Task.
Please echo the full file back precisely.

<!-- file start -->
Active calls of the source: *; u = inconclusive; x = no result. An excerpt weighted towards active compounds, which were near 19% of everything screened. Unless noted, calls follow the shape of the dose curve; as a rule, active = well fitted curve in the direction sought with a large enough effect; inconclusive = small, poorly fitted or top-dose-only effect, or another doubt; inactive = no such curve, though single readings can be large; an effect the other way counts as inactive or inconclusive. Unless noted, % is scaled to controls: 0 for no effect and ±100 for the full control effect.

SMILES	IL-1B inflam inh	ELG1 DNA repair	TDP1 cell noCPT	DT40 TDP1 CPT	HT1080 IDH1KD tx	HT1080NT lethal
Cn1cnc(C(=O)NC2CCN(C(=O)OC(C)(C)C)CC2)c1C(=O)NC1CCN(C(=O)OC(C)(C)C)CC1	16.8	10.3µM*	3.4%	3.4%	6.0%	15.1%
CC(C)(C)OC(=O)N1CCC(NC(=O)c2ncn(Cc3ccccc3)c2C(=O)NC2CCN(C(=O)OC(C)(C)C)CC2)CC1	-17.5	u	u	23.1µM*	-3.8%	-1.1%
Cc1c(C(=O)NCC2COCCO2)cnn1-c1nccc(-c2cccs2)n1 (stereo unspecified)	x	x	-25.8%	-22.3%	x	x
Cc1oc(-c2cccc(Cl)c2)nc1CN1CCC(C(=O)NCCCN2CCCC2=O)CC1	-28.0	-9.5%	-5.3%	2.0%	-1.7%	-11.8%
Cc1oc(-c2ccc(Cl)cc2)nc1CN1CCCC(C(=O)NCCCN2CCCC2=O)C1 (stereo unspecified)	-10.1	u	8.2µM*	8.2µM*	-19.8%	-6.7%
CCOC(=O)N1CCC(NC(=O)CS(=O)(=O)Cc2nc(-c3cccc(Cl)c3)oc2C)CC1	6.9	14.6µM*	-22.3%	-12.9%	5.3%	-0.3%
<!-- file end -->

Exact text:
Active calls of the source: *; u = inconclusive; x = no result. An excerpt weighted towards active compounds, which were near 19% of everything screened. Unless noted, calls follow the shape of the dose curve; as a rule, active = well fitted curve in the direction sought with a large enough effect; inconclusive = small, poorly fitted or top-dose-only effect, or another doubt; inactive = no such curve, though single readings can be large; an effect the other way counts as inactive or inconclusive. Unless noted, % is scaled to controls: 0 for no effect and ±100 for the full control effect.

SMILES	IL-1B inflam inh	ELG1 DNA repair	TDP1 cell noCPT	DT40 TDP1 CPT	HT1080 IDH1KD tx	HT1080NT lethal
Cn1cnc(C(=O)NC2CCN(C(=O)OC(C)(C)C)CC2)c1C(=O)NC1CCN(C(=O)OC(C)(C)C)CC1	16.8	10.3µM*	3.4%	3.4%	6.0%	15.1%
CC(C)(C)OC(=O)N1CCC(NC(=O)c2ncn(Cc3ccccc3)c2C(=O)NC2CCN(C(=O)OC(C)(C)C)CC2)CC1	-17.5	u	u	23.1µM*	-3.8%	-1.1%
Cc1c(C(=O)NCC2COCCO2)cnn1-c1nccc(-c2cccs2)n1 (stereo unspecified)	x	x	-25.8%	-22.3%	x	x
Cc1oc(-c2cccc(Cl)c2)nc1CN1CCC(C(=O)NCCCN2CCCC2=O)CC1	-28.0	-9.5%	-5.3%	2.0%	-1.7%	-11.8%
Cc1oc(-c2ccc(Cl)cc2)nc1CN1CCCC(C(=O)NCCCN2CCCC2=O)C1 (stereo unspecified)	-10.1	u	8.2µM*	8.2µM*	-19.8%	-6.7%
CCOC(=O)N1CCC(NC(=O)CS(=O)(=O)Cc2nc(-c3cccc(Cl)c3)oc2C)CC1	6.9	14.6µM*	-22.3%	-12.9%	5.3%	-0.3%